The ICC Academy has launched a new certification programme titled “Certificate in Digital Trade Strategy”. I recently completed the course and thought I’d share my takeaways in this brief post. As a practitioner in the field of digital trade finance innovation, I’m hoping my perspective can help you assess whether the course would be useful to you as well.
(Disclaimer: Opinions expressed are my own and do not express the views or opinions of my employer or any organisation with which I am associated)
The subject of digitalisation dominates most, if not all, conversations around the advancement of global trade and trade finance. Consider the following scenarios:
- A logistics company looking to optimise process integration and improve end-to-end visibility in the supply chain;
- A warehouse attempting to streamline stock reconciliation;
- A manufacturer striving to combine existing data with new information to meet its sustainability goals while growing their exports;
- A bank wanting to reduce the time and cost involved in a transaction by reducing the number of physical documents required from customers;
- A governmental agency trying to combat trade-based money laundering;
- A development finance institution working to reduce obstacles faced by SME businesses when attempting to access financing.
To address any one of these challenges, you would undoubtedly be looking toward technological solutions. But where would you start? What have others done before and have they been successful? What regulatory, legal and other practical considerations will you have to take into account? Does the technology you need even exist? This is what the ICC Academy, ICC Digital Standards Initiative, and Trade Finance Global aim to cover with their new certification programme, the Certificate in Digital Trade Strategy (CDTS). As a full-time professional in this space (on the banking side), I got curious and decided to check it out for myself. Admittedly somewhat sceptical that the ICC Academy would manage to cover the topics in sufficient detail to be of much practical use, I had two objectives in doing the course:
- Satisfy my curiosity while simultaneously generating some useful material for tradeXplain.com; and
- Cover gaps in my knowledge of digital trade innovation (if any!).
How is the course structured?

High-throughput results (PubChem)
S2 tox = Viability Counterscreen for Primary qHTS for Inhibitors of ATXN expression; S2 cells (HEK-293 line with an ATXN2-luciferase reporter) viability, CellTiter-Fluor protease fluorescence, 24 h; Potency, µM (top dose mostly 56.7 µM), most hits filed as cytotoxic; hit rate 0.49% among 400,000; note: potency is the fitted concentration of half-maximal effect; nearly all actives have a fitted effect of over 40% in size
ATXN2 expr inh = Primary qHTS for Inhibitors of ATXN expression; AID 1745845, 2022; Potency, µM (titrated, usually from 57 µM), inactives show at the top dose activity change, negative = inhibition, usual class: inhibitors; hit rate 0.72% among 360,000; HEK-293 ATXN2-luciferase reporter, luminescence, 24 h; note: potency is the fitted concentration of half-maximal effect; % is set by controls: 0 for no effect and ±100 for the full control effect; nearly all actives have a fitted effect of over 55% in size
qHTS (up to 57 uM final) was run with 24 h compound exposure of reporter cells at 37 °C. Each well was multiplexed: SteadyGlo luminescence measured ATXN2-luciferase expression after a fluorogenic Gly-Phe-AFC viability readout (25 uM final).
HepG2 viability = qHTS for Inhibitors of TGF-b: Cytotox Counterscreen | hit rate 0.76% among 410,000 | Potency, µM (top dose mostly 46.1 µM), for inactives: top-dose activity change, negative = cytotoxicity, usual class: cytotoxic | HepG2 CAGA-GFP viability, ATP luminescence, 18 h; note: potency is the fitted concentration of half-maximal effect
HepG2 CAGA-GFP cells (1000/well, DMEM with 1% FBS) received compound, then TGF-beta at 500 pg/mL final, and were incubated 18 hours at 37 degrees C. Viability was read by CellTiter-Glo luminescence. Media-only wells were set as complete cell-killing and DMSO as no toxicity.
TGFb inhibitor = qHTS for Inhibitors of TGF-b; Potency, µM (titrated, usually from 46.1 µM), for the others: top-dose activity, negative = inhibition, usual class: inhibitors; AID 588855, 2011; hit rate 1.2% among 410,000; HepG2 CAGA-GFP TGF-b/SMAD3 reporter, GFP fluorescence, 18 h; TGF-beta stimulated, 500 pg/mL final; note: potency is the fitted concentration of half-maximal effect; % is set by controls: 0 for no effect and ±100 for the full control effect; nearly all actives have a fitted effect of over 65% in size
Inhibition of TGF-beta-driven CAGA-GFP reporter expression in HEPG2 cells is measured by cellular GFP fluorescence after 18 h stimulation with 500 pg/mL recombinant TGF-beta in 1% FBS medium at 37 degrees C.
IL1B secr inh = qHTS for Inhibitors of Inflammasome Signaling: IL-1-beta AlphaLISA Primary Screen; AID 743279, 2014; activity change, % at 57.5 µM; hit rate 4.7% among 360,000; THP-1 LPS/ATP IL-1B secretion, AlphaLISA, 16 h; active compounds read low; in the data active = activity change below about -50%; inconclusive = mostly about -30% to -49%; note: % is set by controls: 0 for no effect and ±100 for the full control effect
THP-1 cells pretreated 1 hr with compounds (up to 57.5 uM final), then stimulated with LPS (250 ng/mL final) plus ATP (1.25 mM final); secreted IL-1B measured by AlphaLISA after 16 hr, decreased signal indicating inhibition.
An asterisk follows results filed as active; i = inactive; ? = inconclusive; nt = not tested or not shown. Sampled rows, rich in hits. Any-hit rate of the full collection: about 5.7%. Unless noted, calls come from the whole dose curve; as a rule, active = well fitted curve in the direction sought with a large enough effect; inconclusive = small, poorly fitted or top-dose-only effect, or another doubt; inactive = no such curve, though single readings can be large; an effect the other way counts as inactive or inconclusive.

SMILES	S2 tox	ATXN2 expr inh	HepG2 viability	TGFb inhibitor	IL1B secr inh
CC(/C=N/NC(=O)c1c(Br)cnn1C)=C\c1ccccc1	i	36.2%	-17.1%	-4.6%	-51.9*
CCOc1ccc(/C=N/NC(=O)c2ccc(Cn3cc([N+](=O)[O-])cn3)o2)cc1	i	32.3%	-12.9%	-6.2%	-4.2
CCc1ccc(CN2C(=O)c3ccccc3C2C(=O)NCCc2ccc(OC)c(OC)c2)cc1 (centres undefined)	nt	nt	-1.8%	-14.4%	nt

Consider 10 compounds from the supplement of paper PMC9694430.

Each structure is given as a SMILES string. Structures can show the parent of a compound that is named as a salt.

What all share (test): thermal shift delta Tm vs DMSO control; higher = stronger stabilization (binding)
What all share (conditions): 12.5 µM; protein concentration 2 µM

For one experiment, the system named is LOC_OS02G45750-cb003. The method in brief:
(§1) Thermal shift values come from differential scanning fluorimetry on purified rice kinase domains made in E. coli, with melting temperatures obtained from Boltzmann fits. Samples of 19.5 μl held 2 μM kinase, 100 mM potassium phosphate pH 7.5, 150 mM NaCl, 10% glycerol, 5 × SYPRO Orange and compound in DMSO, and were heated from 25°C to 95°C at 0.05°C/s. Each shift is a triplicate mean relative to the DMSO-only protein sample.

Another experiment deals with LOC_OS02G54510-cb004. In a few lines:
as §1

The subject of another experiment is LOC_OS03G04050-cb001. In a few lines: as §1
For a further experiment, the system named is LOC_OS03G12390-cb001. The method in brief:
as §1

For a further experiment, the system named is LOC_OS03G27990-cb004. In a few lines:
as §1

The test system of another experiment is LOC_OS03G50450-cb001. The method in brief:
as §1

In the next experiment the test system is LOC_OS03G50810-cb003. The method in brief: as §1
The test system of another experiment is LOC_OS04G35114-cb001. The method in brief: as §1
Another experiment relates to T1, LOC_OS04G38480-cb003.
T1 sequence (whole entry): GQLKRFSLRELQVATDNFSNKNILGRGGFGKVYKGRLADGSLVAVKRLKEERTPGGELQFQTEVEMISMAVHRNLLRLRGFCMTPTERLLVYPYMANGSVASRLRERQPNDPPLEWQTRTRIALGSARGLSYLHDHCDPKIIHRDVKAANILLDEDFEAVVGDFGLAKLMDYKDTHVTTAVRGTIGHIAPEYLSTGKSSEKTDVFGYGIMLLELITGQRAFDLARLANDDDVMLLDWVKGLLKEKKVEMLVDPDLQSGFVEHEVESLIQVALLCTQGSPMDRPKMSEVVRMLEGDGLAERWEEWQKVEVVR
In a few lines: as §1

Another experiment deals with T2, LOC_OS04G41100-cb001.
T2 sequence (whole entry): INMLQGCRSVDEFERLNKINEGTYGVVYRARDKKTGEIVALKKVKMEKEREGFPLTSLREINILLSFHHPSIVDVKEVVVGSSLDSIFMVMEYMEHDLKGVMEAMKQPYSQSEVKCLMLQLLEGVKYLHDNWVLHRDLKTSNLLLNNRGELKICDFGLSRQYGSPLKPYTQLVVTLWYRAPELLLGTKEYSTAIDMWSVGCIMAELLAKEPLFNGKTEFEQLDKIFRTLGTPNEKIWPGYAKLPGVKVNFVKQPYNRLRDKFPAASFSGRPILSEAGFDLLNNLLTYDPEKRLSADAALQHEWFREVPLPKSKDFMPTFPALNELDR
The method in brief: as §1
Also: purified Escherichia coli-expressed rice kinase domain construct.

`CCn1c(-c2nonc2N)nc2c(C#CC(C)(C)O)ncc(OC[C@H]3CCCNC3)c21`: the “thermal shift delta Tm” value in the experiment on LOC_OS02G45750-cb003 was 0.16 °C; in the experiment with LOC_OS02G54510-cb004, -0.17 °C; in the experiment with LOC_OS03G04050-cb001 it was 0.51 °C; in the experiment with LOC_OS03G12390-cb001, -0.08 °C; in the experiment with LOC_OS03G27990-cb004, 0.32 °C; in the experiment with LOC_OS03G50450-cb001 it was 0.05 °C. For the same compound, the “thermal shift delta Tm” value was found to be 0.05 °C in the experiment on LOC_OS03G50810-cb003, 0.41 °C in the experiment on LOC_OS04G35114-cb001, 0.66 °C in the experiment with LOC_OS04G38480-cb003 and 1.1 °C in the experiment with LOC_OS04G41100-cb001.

Before sharing my thoughts on the content, let me give you an overview of the course. According to the official course brochure “The Certificate in Digital Trade Strategy is designed to give you a complete, end-to-end picture of what is needed to digitise your trade and supply chain processes”. It is intended for senior staff at shipping companies and carriers, fintechs, banks, and policy makers. Through five modules, each consisting of 4-6 lessons, and a final, live-proctored exam, the learner will gain a “deep, macro-level understanding” of the following topics:
- The architecture of international trade and supply chains
- Critical challenges associated with digitising trade and trade finance
- The making of an enabling legal environment for digital trade
- Exchanging trade and supply chain data in a trusted environment
- Interoperability frameworks – putting it together
After finishing the course, the learner registers for a live-proctored exam that must be completed online. The passing grade is 70% minimum and upon successful completion, the learner is issued a downloadable certificate.
Who are the instructors?
The instructors are leading experts in the field of digital trade and familiar faces to those working in the industry. They are heads of digitalisation at major companies, banks, international organisations, fintechs, and so on. The ICC Academy did an excellent job recruiting instructors who represent the entire digital trade ecosystem and can speak with authority to their respective fields. Some of them have been featured on tradeXplain in the past (have a look here, here, and here). The flip side of bringing together expert practitioners is that these professionals are not necessarily educators, and some tended to use language that assumes a level of knowledge from the learner that they may not possess.
Is the course relevant?